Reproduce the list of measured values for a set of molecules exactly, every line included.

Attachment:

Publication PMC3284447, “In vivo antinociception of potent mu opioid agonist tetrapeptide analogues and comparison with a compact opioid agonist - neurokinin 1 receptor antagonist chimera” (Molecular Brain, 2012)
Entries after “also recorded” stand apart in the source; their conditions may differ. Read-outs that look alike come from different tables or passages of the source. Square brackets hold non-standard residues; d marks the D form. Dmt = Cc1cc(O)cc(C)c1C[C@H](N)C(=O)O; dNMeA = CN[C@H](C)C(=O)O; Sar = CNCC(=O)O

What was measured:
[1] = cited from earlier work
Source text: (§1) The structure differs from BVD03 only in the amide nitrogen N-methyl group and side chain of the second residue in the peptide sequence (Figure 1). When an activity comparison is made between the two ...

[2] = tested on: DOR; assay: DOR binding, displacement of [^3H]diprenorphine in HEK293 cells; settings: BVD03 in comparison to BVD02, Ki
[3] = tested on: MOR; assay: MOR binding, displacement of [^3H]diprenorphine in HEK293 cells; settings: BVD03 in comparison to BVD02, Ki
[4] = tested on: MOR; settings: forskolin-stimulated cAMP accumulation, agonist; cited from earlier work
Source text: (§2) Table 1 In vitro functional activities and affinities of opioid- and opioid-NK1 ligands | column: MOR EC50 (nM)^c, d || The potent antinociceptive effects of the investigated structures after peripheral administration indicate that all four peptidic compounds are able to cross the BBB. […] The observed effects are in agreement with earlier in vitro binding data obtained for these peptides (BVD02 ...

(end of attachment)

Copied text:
Publication PMC3284447, “In vivo antinociception of potent mu opioid agonist tetrapeptide analogues and comparison with a compact opioid agonist - neurokinin 1 receptor antagonist chimera” (Molecular Brain, 2012)
Entries after “also recorded” stand apart in the source; their conditions may differ. Read-outs that look alike come from different tables or passages of the source. Square brackets hold non-standard residues; d marks the D form. Dmt = Cc1cc(O)cc(C)c1C[C@H](N)C(=O)O; dNMeA = CN[C@H](C)C(=O)O; Sar = CNCC(=O)O

What was measured:
[1] = cited from earlier work
Source text: (§1) The structure differs from BVD03 only in the amide nitrogen N-methyl group and side chain of the second residue in the peptide sequence (Figure 1). When an activity comparison is made between the two ...

[2] = tested on: DOR; assay: DOR binding, displacement of [^3H]diprenorphine in HEK293 cells; settings: BVD03 in comparison to BVD02, Ki
[3] = tested on: MOR; assay: MOR binding, displacement of [^3H]diprenorphine in HEK293 cells; settings: BVD03 in comparison to BVD02, Ki
[4] = tested on: MOR; settings: forskolin-stimulated cAMP accumulation, agonist; cited from earlier work
Source text: (§2) Table 1 In vitro functional activities and affinities of opioid- and opioid-NK1 ligands | column: MOR EC50 (nM)^c, d || The potent antinociceptive effects of the investigated structures after peripheral administration indicate that all four peptidic compounds are able to cross the BBB. […] The observed effects are in agreement with earlier in vitro binding data obtained for these peptides (BVD02 ...